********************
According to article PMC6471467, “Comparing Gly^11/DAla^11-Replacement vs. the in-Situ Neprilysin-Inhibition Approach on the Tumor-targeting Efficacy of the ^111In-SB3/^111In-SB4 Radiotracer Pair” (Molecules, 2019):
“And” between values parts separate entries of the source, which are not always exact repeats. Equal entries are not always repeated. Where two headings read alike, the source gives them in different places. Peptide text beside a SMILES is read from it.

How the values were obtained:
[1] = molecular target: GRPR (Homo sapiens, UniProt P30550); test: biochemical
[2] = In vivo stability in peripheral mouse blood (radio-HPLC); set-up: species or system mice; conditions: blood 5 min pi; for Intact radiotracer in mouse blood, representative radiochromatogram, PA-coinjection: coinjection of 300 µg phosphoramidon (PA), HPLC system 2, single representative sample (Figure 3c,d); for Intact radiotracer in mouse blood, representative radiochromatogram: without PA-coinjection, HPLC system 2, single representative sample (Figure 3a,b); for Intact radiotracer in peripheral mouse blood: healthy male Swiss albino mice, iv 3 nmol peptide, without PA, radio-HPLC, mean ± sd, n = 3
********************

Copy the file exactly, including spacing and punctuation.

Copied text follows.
According to article PMC6471467, “Comparing Gly^11/DAla^11-Replacement vs. the in-Situ Neprilysin-Inhibition Approach on the Tumor-targeting Efficacy of the ^111In-SB3/^111In-SB4 Radiotracer Pair” (Molecules, 2019):
“And” between values parts separate entries of the source, which are not always exact repeats. Equal entries are not always repeated. Where two headings read alike, the source gives them in different places. Peptide text beside a SMILES is read from it.

How the values were obtained:
[1] = molecular target: GRPR (Homo sapiens, UniProt P30550); test: biochemical
[2] = In vivo stability in peripheral mouse blood (radio-HPLC); set-up: species or system mice; conditions: blood 5 min pi; for Intact radiotracer in mouse blood, representative radiochromatogram, PA-coinjection: coinjection of 300 µg phosphoramidon (PA), HPLC system 2, single representative sample (Figure 3c,d); for Intact radiotracer in mouse blood, representative radiochromatogram: without PA-coinjection, HPLC system 2, single representative sample (Figure 3a,b); for Intact radiotracer in peripheral mouse blood: healthy male Swiss albino mice, iv 3 nmol peptide, without PA, radio-HPLC, mean ± sd, n = 3